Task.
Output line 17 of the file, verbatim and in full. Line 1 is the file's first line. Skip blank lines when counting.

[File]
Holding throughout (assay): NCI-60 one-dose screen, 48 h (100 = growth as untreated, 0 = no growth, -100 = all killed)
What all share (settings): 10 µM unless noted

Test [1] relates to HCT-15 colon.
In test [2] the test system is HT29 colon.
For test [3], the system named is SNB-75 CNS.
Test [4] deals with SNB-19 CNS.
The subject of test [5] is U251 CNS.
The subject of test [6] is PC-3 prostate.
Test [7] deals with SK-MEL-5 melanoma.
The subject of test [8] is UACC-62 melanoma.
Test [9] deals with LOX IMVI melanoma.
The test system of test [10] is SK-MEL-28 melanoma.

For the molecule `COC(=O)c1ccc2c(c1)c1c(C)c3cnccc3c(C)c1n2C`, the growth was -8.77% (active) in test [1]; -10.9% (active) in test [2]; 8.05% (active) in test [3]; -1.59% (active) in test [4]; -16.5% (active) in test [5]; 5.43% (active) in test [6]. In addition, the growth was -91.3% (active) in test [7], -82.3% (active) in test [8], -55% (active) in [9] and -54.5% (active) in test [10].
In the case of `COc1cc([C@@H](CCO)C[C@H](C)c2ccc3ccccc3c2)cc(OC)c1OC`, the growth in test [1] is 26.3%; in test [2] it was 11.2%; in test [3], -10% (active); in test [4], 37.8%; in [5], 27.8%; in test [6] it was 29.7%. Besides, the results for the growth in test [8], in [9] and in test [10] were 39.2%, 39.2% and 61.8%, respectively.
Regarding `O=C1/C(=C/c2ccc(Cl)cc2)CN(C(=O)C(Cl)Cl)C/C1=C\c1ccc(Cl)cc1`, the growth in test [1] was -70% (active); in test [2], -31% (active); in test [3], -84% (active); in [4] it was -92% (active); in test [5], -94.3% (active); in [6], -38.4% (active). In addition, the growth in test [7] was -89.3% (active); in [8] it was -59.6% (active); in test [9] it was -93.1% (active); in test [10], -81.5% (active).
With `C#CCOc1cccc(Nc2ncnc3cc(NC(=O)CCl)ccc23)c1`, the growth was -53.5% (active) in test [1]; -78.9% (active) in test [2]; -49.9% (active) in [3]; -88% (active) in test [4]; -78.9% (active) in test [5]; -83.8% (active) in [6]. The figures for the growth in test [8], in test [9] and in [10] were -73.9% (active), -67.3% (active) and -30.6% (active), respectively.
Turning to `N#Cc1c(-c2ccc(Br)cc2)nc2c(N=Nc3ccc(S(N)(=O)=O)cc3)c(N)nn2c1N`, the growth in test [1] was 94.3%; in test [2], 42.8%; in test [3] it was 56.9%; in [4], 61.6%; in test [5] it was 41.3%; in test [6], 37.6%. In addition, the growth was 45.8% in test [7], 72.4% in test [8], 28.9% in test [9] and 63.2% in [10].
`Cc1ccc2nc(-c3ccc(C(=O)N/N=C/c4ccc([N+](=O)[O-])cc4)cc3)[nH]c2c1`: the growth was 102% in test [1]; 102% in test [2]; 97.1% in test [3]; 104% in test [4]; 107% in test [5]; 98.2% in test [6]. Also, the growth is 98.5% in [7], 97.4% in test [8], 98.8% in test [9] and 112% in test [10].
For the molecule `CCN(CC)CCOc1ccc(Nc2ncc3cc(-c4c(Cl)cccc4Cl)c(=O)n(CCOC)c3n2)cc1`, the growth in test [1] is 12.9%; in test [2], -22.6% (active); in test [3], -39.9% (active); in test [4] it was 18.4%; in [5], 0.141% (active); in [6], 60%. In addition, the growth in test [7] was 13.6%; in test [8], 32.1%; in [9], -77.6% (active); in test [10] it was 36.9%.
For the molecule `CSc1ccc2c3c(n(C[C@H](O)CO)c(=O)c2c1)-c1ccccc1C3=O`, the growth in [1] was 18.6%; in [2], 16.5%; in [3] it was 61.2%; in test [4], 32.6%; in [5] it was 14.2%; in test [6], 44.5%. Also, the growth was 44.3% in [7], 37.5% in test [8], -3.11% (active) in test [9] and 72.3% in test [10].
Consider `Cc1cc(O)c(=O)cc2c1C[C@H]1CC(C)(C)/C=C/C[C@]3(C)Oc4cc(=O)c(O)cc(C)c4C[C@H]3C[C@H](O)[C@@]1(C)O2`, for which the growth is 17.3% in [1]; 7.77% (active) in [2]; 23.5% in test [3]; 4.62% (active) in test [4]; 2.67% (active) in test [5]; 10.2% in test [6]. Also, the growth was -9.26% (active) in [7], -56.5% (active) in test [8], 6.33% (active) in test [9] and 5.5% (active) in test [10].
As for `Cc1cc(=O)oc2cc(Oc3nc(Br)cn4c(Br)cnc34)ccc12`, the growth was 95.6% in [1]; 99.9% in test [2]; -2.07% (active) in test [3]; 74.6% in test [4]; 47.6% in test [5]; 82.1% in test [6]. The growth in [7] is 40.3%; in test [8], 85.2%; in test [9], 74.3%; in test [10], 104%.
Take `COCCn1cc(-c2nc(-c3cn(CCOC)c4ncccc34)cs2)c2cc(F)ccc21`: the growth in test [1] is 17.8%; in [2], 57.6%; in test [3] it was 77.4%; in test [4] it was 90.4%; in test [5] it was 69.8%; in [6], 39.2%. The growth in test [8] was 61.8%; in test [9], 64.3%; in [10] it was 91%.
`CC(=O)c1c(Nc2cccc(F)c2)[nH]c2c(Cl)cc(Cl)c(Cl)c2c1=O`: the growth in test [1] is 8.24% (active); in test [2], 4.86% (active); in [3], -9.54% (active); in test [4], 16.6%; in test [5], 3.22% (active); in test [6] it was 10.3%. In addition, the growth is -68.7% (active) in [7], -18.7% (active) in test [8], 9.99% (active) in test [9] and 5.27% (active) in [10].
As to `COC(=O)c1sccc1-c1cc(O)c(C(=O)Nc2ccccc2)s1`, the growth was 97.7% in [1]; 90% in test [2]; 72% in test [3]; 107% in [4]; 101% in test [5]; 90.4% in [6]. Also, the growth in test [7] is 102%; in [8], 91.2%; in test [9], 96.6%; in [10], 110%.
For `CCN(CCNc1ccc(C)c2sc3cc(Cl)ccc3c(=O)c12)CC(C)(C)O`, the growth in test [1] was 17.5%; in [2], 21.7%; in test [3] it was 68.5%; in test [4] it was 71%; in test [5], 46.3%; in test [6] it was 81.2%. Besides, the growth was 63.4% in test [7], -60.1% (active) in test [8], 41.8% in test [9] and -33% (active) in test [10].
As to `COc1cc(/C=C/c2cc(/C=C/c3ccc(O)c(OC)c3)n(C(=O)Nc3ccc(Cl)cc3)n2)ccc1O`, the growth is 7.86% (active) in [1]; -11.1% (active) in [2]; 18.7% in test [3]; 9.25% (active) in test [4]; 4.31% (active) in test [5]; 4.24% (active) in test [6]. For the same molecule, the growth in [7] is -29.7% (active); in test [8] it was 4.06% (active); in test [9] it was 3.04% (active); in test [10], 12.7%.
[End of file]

Turning to `N#Cc1c(-c2ccc(Br)cc2)nc2c(N=Nc3ccc(S(N)(=O)=O)cc3)c(N)nn2c1N`, the growth in test [1] was 94.3%; in test [2], 42.8%; in test [3] it was 56.9%; in [4], 61.6%; in test [5] it was 41.3%; in test [6], 37.6%. In addition, the growth was 45.8% in test [7], 72.4% in test [8], 28.9% in test [9] and 63.2% in [10].